Common Commercial Leasing Terms Explained
If you are looking for office space for your business, you'll be talking to commercial real estate people. Like other professions, they throw out terms like everyone is supposed to know what they are talking about.
To help you navigate the real estate jargon and terms you will see in a commercial lease, here are some common office and commercial leasing terms and their general explanations. Some of these terms may be used differently in various regions of the country, so be sure to ask the precise meaning of a term when you are negotiating a lease.
The lessor is the person who is granting the lease and who has the legal obligations related to the lease contract; the landlord. Sometimes this is an owner, but it may also be a property management company or commercial leasing company.
The lessee is the person leasing the space; the tenant. Although you may need to personally guarantee a lease, your business entity should be the official lessee on all documents relating to the lease.
Common Area Maintenance (CAM)
This term describes costs for areas in a building which are not directly leased but which are a common responsibility, such as hallways, restrooms, stairways, and walkways. Most lessors add CAM costs to square footage costs to calculate lease payments.
Fully Serviced Lease
A lease in which the rental payment includes other services, such as utilities, maintenance, and lawn/snow removal services. The landlord pays these fees and passes them on to the tenants in the lease. This can be a benefit to tenants as it saves from having to pay these additional fees, but the landlord may be charging more than actually is being paid for these services.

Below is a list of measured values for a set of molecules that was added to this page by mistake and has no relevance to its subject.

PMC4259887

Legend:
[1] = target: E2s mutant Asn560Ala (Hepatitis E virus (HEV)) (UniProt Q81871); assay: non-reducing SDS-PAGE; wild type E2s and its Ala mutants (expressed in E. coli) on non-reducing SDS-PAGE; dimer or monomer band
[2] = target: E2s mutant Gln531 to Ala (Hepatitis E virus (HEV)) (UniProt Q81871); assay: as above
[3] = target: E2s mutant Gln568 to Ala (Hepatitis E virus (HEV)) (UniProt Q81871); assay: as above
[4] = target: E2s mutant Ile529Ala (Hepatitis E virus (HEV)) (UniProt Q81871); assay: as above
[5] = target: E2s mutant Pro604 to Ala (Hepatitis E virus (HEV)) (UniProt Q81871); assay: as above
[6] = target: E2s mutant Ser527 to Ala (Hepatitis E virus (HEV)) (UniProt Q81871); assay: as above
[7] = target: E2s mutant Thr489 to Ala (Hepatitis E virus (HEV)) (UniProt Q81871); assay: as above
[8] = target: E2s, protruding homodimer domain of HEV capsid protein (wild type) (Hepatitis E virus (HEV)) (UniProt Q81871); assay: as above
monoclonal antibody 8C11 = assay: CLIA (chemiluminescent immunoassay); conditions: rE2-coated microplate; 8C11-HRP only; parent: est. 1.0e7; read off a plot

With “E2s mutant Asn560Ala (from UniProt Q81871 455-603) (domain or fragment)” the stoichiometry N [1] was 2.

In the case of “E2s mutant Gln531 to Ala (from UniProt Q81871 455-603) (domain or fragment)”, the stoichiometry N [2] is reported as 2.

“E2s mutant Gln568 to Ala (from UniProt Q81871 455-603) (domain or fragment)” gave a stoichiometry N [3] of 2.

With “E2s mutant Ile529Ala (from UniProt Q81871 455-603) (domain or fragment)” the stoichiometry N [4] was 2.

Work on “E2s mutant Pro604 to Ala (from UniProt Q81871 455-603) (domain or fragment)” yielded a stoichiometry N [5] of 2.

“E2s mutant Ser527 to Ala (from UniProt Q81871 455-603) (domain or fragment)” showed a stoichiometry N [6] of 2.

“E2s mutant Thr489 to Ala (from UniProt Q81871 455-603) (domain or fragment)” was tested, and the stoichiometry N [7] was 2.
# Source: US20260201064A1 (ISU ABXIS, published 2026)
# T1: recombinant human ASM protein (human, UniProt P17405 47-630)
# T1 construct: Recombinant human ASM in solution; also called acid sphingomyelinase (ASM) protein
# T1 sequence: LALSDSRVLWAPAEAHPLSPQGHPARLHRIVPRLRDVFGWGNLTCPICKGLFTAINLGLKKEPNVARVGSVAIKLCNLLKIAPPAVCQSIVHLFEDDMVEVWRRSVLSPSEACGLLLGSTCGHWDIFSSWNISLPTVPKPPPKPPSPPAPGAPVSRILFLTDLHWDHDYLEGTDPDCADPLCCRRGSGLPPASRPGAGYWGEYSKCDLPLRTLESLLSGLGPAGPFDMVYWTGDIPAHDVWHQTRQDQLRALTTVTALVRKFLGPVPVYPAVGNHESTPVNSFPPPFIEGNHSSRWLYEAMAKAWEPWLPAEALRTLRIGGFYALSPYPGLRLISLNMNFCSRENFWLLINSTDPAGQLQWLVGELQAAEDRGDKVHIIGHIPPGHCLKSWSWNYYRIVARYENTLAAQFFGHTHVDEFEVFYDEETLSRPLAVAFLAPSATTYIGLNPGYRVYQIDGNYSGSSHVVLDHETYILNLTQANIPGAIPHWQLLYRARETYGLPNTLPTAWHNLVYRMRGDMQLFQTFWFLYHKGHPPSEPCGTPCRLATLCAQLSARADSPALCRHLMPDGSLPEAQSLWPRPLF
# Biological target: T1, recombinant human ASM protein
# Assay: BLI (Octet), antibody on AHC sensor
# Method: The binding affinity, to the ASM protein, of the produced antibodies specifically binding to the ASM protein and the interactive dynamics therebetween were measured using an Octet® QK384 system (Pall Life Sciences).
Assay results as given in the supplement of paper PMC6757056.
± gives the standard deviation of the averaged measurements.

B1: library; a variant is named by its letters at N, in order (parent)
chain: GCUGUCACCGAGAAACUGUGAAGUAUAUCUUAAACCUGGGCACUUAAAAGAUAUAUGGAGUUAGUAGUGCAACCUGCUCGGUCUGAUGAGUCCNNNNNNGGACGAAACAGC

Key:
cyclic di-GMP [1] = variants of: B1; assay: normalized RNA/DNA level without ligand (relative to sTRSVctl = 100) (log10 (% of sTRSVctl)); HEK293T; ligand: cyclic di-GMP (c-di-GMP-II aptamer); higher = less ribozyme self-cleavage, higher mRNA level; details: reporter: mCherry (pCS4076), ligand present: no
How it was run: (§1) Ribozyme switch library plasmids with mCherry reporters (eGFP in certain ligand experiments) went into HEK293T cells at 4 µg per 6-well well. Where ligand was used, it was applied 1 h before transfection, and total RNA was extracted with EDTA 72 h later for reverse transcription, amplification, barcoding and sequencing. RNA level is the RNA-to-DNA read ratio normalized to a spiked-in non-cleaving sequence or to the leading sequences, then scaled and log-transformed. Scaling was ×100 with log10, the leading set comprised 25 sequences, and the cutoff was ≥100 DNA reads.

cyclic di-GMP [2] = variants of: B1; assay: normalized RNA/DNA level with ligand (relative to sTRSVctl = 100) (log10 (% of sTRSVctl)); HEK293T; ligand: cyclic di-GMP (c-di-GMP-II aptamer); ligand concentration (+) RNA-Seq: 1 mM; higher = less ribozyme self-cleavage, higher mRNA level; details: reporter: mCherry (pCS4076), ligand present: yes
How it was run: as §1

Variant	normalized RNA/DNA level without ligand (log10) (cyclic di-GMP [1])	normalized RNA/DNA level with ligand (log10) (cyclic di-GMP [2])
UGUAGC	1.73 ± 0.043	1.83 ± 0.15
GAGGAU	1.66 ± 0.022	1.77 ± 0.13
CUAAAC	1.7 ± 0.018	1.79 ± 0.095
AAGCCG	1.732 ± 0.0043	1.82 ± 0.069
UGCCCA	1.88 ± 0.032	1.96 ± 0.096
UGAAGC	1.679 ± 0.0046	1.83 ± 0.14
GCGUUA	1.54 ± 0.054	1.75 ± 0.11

A lease which includes the landlord agrees to pay for all common expenses, including utilities, repairs, insurance and (occasionally) property taxes. The cost of a gross lease is higher than for other types of leases because all of these items are included in the amount of the lease.
A lease which includes the square footage costs, CAM costs, and all other ownership expenses, including utilities, repairs, insurance, and property taxes.
Double Net Lease
A lease in which taxes and insurance expenses are included in the lease payment. The lessor pays maintenance costs.
Triple Net Lease
A lease which includes all taxes, insurance, and maintenance costs in the monthly payment.
Gross Square Foot
The total square footage of the building or office being leased. This figure usually includes common space.
An abbreviation for 'heating, ventilating, and air conditioning.' It's often pronounced as "H-VAC."
Build-out/Leasehold Improvements/Tenant Improvements
The improvements to the office or building to make it usable for the tenant. In accounting terminology, these costs are called "leasehold improvements," and they can be depreciated as expenses.
An office or building that is ready to occupy. In most cases, this is a commitment by the landlord to bear the cost of any build-out.
A sublease is an agreement between the lessor and lessee to allow someone else to use all or part of the space. In some cases, a business may wish to have another business to share the space - and the rent. In other cases, the tenant may want to leave before the lease term is up, and to have someone else take over the lease, to avoid having to re-negotiate.